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Quantum analog of Ulam's conjecture can guide molecules, reactions
Kloeppel, Physical Sciences Editor
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by L. Brian Stauffer
|Martin Gruebele, a William H. and Janet Lycan Professor of Chemistry, and colleagues have created a quantum mechanical analog of Ulam's conjecture that expands the flexibility and controllability of quantum mechanical systems.
CHAMPAIGN, Ill. —
Like navigating spacecraft through the solar system by means of gravity
and small propulsive bursts, researchers can guide atoms, molecules
and chemical reactions by utilizing the forces that bind nuclei and
electrons into molecules (analogous to gravity) and by using light for
propulsion. But, knowing the minimal amount of light required, and how
that amount changes with the complexity of the molecule, has been a
Now, by creating a quantum mechanical analog of Ulam’s conjecture,
researchers at the University of Illinois and the University of California
have expanded the flexibility and controllability of quantum mechanical
“Using photons, we can harness chaotic motion to control chemical
reactions and to move quantum objects, such as nanoclusters, molecules
and buckyballs,” said Martin Gruebele, a William H. and Janet
Lycan Professor of Chemistry, and the director of the Center
for Biophysics and Computational Biology at Illinois.
Gruebele and co-author Peter Wolynes, a professor of chemistry and biochemistry
at the University of California, describe their work in a paper accepted
for publication in Physical Review Letters and posted on the journal’s
Given sufficient time, classical chaotic motion will spontaneously connect
two points in phase space with arbitrary precision. In 1956, American
mathematician Stanislaw Ulam conjectured that owing to this phase space-filling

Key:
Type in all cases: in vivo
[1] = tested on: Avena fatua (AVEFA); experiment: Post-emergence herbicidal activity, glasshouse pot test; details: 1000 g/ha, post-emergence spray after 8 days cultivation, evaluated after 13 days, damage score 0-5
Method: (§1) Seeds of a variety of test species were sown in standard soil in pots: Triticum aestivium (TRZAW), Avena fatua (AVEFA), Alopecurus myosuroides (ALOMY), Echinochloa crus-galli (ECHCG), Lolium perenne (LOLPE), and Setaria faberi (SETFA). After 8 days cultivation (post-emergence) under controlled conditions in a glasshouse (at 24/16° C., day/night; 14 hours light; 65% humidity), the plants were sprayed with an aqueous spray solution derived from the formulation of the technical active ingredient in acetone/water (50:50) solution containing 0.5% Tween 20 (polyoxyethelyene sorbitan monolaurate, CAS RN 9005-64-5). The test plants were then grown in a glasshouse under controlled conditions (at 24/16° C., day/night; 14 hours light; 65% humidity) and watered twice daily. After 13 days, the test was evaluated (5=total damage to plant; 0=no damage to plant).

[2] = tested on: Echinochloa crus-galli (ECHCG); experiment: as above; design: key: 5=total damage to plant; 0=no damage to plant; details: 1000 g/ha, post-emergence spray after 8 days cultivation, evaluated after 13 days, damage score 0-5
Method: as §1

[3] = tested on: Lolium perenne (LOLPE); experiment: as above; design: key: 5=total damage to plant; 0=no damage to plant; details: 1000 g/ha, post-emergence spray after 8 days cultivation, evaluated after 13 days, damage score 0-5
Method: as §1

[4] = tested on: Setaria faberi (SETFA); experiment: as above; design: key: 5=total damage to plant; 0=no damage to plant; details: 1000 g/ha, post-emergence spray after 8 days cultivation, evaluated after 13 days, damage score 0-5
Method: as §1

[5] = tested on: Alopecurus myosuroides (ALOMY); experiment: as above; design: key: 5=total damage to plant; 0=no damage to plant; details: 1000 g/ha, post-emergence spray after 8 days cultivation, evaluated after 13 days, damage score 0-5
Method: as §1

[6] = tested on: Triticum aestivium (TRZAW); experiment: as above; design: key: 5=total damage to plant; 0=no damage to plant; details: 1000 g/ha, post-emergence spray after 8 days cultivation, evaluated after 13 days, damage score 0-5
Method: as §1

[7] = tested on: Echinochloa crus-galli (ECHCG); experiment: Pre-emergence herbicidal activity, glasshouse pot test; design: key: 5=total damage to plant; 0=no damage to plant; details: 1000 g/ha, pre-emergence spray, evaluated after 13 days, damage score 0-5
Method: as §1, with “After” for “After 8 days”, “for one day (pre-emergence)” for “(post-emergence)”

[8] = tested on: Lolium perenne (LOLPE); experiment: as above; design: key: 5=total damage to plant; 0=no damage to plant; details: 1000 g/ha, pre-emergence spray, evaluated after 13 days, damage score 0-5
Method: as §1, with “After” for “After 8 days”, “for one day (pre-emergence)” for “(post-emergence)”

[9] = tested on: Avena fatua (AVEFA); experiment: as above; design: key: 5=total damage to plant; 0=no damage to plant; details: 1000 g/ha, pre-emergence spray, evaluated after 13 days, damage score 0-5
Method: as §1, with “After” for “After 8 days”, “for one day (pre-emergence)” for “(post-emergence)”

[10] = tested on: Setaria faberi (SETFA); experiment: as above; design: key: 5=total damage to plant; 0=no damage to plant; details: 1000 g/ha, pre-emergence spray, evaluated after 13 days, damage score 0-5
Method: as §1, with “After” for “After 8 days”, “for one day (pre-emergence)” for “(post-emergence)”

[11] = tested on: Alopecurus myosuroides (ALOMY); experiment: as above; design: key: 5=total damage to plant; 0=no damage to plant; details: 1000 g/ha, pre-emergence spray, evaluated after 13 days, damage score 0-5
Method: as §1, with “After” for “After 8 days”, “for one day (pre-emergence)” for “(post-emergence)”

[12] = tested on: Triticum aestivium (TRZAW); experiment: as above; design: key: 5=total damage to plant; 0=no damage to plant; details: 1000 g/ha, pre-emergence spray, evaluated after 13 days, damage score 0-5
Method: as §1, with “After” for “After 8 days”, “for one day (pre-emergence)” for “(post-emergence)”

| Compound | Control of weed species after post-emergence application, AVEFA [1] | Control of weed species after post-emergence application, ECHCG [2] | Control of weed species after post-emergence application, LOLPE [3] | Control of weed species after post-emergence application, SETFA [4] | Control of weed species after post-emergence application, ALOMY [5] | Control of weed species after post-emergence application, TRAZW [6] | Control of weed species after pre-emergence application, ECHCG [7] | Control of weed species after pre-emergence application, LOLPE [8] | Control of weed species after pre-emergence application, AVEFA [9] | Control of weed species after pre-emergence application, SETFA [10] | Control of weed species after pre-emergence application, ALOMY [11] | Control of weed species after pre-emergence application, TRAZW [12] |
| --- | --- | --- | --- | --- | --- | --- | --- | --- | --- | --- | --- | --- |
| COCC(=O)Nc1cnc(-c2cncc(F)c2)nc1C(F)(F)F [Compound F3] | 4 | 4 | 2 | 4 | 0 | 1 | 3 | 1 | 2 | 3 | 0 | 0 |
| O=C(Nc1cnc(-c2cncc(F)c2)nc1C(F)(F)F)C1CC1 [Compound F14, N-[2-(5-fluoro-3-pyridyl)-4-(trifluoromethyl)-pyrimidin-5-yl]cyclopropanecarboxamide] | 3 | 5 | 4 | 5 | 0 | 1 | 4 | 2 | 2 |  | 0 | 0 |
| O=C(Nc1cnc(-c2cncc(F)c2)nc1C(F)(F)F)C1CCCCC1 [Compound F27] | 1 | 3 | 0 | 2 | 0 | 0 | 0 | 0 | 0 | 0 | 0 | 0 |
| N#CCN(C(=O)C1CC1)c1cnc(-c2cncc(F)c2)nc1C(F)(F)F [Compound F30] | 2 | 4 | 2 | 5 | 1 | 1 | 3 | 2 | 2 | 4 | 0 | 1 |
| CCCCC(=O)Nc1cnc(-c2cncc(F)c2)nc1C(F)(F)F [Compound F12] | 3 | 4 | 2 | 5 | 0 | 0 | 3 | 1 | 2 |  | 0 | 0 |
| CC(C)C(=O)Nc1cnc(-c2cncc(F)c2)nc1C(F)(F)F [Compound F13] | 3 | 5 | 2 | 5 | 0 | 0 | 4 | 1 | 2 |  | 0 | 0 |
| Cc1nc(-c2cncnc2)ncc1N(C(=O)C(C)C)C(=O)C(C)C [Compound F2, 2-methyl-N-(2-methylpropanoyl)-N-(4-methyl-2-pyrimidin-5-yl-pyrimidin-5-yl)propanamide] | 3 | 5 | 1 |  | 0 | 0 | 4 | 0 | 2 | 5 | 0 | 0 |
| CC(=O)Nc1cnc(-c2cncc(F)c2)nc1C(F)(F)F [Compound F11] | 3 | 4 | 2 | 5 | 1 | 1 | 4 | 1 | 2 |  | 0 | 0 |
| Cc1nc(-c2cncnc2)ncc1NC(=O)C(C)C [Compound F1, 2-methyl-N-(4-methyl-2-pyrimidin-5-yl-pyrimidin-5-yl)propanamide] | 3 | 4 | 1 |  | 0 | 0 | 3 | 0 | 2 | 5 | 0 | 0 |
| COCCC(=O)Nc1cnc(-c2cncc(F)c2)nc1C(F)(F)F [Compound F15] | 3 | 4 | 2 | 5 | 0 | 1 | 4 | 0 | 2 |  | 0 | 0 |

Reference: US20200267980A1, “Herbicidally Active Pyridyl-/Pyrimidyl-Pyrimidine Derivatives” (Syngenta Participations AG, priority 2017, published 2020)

aspect of chaotic trajectories, a minimal series of energy expenditures
would suffice to transfer a body from one point to another much more
rapidly than by spontaneous motion.
Ulam’s conjecture is now routinely used to steer spacecraft around
the solar system with minimal energy expenditure.
“The idea is that a complex system like our solar system has lots
of planets, moons, and asteroids that can fling spacecraft gravitationally
anywhere you want,” said Gruebele, who is also a professor of physics and biophysics, and
a researcher at the Beckman Institute.
“Rather than powering a rocket on a brute force, direct route,
you can shoot your spacecraft near some moon, and let the moon do most
of the work.”
Using photons as an energy source, electrons within molecules can move
in much the same way as spacecraft in the solar system. But, there is
a hitch: Quantum mechanics, not Newtonian dynamics, must be used to
describe the motions. In quantum mechanics, the system is described
by a wave function, or quantum state.
In their quantum mechanical analog of Ulam’s conjecture, Gruebele
and Wolynes show there are limits on how efficiently an external force
can nudge a system from a given initial state to a target state. They
use the concept of a “state space” to describe all the possible
quantum states of the system.
“We can calculate where this initial state will most likely go,
and we can calculate where the target state will most likely come from,”
Gruebele said. “We can then identify places in state space where
the two are closest to one another.”
Those locations are where energy is most efficiently applied to perform
the desired quantum transformation from initial state to target state.
The researchers’ equations also tell them how many photons are
needed, and set fundamental limits on the time required.
“We can wait for the best possible moment to use the least amount
of energy,” Gruebele said. “What we have is a fast and accurate
method for computing the most efficient way of steering a quantum system
between two specified states.”
The work was funded by the National Science Foundation
Editor’s note: To reach Martin Gruebele, call 217-333-1624; e-mail: firstname.lastname@example.org.
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